Fighting over illegal fishing leads to armed conflicts and deaths

Illegal fishing and overfishing are increasingly the cause of armed conflicts on the world’s oceans, according to research. Both practices reduce an important but elusive food source for billions of people worldwide.

Jessica Spijkers has researched fishing and fighting for Australia’s national science agency. She found that fisheries conflicts increased internationally over 40 years, ending in 2016. She says conflicts often involve allegations of illegal and overfishing. Their investigation included disputes that sometimes arose before the fights.

The Associated Press also studied the fisheries problem. It examined records and reports from independent conflict databases and government and news media. It turned out that government forces have attacked foreign fishing boats more than 360 times in the past five years. the AP says such actions sometimes resulted in deaths.

During the same period, another 850 foreign fishing boats were seized by officials and systematically smashed, blown up or sunk.

The numbers represent activity on six continents and such events are likely to be underreported. There is no single organization that documents all of the world’s violent conflicts over fishing rights.

Environmental and national security experts say countries that depend on fisheries are both for food and for health Trade, are threatened by major conflicts in the coming years.

Industrial fishing has left many marine areas impoverished. As a result, fishing boats are heading further out of their country’s waters in search of fish. The search for new fish sources comes as nations struggle to feed growing populations and climate change continues to threaten ocean life.

Johan Bergenas is an ocean expert at the World Wildlife Fund for Nature (WWF). Five years ago he warned for the first time of an increase in fishing conflicts. He says the problem has gotten worse.

“We are now seeing armed conflict and tension and tribes as a result of fish stocks and competition in West Africa, the West Indian Ocean, Latin America,” Bergenas said.

As a result: “There will be conflict and guns engagements‘ of important fish stocks around the world, he said.

Arrested Indian fishermen stand in line as they await registration at a police station in Karachi, Pakistan, Sunday November 20, 2016. Pakistan’s Maritime Security Agency-MSA has arrested 43 Indian fishermen along with their eight boats for allegedly doing the Fishing has violated border of Pakistani territorial waters, a police official said. (AP Photo/Fareed Khan)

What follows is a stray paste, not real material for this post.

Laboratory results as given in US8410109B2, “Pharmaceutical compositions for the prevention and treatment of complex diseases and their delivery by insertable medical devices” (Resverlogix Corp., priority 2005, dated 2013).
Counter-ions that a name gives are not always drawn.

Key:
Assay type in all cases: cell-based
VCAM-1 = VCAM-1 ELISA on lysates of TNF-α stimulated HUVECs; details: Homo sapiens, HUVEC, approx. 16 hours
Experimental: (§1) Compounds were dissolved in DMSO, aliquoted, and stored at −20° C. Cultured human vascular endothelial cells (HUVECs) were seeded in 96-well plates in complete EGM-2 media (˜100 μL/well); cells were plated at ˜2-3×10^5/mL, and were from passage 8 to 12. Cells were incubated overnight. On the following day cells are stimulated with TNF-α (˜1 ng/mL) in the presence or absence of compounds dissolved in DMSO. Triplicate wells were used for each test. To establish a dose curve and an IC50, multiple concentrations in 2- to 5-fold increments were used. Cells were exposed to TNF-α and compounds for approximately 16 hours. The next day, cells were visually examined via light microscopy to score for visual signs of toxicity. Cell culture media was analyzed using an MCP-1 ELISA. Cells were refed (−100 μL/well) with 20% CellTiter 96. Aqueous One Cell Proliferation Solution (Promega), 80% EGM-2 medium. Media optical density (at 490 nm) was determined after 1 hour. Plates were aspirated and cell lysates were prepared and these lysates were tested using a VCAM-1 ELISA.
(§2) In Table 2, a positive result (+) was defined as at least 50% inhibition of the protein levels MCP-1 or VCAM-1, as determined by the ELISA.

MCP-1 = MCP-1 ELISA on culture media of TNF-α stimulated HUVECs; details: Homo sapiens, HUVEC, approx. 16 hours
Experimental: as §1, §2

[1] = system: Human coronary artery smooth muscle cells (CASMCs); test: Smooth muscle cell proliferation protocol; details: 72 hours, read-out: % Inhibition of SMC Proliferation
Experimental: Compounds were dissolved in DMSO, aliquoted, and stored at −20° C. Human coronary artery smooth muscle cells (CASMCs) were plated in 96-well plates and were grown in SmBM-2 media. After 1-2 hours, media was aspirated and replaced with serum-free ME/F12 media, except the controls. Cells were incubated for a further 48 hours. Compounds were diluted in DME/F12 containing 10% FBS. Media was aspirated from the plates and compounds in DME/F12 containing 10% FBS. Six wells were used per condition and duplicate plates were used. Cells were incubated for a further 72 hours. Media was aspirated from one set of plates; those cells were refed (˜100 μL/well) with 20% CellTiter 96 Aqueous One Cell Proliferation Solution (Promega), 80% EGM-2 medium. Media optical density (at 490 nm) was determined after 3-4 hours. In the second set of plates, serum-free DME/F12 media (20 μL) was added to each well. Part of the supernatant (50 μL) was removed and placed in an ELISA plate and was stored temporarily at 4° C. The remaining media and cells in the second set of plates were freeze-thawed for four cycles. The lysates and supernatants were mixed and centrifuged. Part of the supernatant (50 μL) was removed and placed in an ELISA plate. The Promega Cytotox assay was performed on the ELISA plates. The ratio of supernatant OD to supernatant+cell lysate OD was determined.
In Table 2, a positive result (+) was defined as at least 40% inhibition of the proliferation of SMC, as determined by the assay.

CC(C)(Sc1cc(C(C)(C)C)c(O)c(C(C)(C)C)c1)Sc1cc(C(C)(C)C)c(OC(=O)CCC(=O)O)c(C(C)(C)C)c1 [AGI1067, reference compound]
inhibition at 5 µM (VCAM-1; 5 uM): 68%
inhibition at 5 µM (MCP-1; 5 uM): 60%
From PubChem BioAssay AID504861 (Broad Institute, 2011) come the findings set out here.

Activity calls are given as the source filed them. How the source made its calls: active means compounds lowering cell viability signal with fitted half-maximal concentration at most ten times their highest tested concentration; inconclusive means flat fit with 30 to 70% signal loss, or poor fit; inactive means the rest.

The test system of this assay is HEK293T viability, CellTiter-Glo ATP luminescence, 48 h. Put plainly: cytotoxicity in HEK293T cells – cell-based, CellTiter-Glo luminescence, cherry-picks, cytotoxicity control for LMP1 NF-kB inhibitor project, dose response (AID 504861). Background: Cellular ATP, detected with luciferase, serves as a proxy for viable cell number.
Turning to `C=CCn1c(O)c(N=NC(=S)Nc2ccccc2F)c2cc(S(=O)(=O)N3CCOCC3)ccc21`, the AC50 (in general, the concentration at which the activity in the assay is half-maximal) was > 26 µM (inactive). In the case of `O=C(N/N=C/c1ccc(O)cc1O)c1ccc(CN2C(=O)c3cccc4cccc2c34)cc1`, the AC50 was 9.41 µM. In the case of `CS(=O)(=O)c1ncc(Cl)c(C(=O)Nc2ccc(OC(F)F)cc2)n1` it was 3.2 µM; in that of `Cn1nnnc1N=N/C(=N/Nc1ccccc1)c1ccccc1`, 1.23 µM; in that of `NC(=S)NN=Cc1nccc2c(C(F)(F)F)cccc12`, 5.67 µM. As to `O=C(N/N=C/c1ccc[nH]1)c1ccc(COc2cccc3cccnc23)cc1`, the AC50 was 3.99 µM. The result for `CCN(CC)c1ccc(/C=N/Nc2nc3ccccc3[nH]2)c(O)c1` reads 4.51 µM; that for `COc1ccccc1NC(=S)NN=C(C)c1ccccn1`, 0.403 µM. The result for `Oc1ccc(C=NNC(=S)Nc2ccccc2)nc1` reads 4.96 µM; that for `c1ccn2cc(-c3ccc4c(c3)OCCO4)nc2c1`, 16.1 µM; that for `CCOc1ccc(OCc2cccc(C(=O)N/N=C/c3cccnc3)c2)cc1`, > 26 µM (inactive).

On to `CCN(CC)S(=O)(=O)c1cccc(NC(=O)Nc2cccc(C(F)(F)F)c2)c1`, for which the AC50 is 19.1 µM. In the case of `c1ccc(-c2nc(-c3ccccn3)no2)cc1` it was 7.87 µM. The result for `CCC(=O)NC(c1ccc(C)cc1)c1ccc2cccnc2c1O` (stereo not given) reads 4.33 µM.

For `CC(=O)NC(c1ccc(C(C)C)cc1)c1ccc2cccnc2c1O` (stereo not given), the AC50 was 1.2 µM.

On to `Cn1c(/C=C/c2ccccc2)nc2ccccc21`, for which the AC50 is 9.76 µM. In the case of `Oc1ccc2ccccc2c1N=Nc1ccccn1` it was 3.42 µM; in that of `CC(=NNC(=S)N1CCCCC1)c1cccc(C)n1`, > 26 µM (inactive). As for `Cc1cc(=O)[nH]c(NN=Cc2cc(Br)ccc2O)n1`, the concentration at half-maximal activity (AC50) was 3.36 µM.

Conflict in Sri Lanka

In Sri Lanka, fishermen and their supporters protested against the use of Sri Lankan waters by foreign fishing companies. They accuse Indian boats of entering Sri Lankan waters by the thousands taking valuable marine products along the way. Sri Lankan fishermen say they have lost businesses and some have lost their lives in conflicts with foreign fishermen.

The demonstrators called for more action from the government. Sri Lanka’s navy has taken action in the past. It has destroyed the equipment of Indian fishermen. It chased away foreign boats. In a conflict, she is said to have fired guns at foreign fishing boats.

Five Indian fishermen were reportedly killed in clashes with the navy last year. Sri Lankan officials deny they killed or shot at any crew and say they were not the attackers.

FILE - Parts of boats blow up when foreign fishing boats are blown up by the Indonesian Navy off Batam Island, Indonesia on Monday February 22, 2016.  Officials sank dozens of fishing boats illegally caught in Indonesian waters.  (AP Photo/M. Urip, file)

FILE – Parts of boats blow up when foreign fishing boats are blown up by the Indonesian Navy off Batam Island, Indonesia on Monday February 22, 2016. Officials sank dozens of fishing boats illegally caught in Indonesian waters. (AP Photo/M. Urip, file)

Other Efforts

Violent conflicts at sea are the last attempt for many countries to prevent foreign vessels from fishing illegally.

Countries like Indonesia, Malaysia and Australia try to stop illegal fishing by flaunting their enforcement. They eject confiscated boats with explosives and set them on fire.

Officials have sunk more than 370 foreign fishing boats in the past five years, according to Indonesia’s Ministry of Maritime Affairs and Fisheries.

With more than 17,000 islands, Indonesia is more sea than land.

Andreas Aditya Salim is a co-founder of the Indonesia Ocean Justice Initiative and a former member of the Ministry of Fisheries. He said it was “heroic” to see his country destroy foreign fishing boats.

“This is important for my country. We have to defend that,” he said. The blasts send a message that “illegal fishing stops here”.

I’m Gregory Sting.

Helen Wieffering reported this story for the Associated Press. Gregory Stachel adapted it for our VOA Learning English readers and listeners.


words in this story

trade n. Activities related to the buying and selling of goods and services

voltage – n. a state in which people, groups or countries are at odds and feel anger towards one another

strain – n. something that is very difficult to deal with and causes harm or annoyance

engagement – n. a battle between armed forces

unbelievable – adj. hard or impossible to believe

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